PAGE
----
In another exemplary embodiment, the V2VM 464 can be utilized to detect an impending collision involving the vehicle and a second vehicle. The method can include analyzing the movement of the second vehicle transmitted within the vehicle to vehicle communication. The movement of the second vehicle can be determined to impinge upon a zone proximate to the vehicle. When the movement of the second vehicle is determined to impinge upon a zone proximate to the vehicle, a registered warning graphic can be utilized representing the movement of the second vehicle to impinge upon the zone proximate to the vehicle. Referring to FIG. 5B, a driving scene 501 illustrated through a substantially transparent windscreen head-up display 150 of a vehicle when poor viewing conditions 592 are detected depicts a second vehicle 560 impinging upon the zone proximate to vehicle, wherein a registered warning graphic 550 utilizing a triangle and exclamation point is used to represent the second vehicle 560 impinging upon the zone proximate to the vehicle.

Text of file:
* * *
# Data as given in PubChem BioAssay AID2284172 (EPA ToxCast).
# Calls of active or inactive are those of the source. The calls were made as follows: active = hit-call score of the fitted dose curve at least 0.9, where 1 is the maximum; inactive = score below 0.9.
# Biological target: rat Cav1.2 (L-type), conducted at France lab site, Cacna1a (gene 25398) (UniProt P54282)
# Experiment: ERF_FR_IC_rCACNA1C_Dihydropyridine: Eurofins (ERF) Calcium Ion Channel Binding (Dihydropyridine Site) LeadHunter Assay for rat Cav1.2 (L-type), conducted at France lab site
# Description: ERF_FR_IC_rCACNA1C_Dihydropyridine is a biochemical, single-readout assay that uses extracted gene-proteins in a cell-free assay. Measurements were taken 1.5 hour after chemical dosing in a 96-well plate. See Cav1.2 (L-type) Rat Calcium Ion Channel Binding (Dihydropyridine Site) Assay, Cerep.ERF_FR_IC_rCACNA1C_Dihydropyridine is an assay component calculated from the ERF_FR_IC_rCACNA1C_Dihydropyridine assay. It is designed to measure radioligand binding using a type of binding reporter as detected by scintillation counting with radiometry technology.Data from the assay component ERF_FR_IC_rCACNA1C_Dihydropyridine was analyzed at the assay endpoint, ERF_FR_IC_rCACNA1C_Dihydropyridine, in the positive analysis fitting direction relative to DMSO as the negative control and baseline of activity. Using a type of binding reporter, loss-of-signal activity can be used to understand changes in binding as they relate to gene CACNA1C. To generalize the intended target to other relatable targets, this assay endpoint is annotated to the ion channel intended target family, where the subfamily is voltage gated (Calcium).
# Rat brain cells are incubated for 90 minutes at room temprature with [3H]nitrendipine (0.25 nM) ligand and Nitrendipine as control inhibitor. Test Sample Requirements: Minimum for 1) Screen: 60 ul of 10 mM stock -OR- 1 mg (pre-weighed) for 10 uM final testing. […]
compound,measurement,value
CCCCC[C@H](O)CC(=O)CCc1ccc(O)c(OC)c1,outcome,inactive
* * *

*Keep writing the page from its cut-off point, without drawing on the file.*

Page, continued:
Embodiments further envisioned to monitor the traffic pattern location can include monitoring operation of the vehicle and monitoring a range to a second vehicle. It will be appreciated that monitoring operation of the vehicle can include monitoring the speed of the vehicle utilizing the VOM 472 in association with the exemplary vehicle speed sensor. Monitoring the range to the second vehicle can include range data from one or both of the lidar and radar modules 460, 462 respectively. The monitored operation of the vehicle and the monitored range to the second vehicle corresponds to the vehicular environment data inputs 402 received to the TPLM 450 to determine the graphic representing the traffic pattern location 420 when poor driving conditions are detected. The TPLM 450 thereby determines a safe driving distance between the vehicle and the second vehicle based upon the monitored operation of the vehicle. The range to the second vehicle and the safe driving distance between the vehicle and the second vehicle are compared. The graphic representing the traffic pattern location 420 when poor viewing conditions are detected can include utilizing a graphic with a color corresponding to the position of the second vehicle relative to the vehicle being more distant from the vehicle than the safe driving distance. For instance, the highlighted box graphic 540 can utilize a color (e.g., green) corresponding to the position of the vehicular traffic vehicle 520 being more distant from the vehicle than the safe driving distance. The graphic representing the traffic pattern location 420 can further include utilizing a graphic with a second color corresponding to the position of the second vehicle relative to the vehicle being closer to the vehicle than the safe driving distance. For instance, the highlighted box graphic 510 can utilize a color (e.g., red) corresponding to the position of the vehicular traffic vehicle 502 being closer to the vehicle than the safe driving distance. Furthermore, a second graphic can be determined by the TPLM 450 representing the traffic pattern location 420 (i.e., the safe driving distance). The second graphic can include utilizing a polygon registered to a road surface between the vehicle and the second vehicle. For instance, a polygon registered graphic 530 is illustrated representing the traffic pattern location (i.e., the safe driving distance). Hence, when the vehicle is within the polygon registered graphic 530, the vehicle is impinging upon the safe driving distance. It will be appreciated that the second graphic is registered upon the substantially transparent windscreen utilizing the methods set forth above.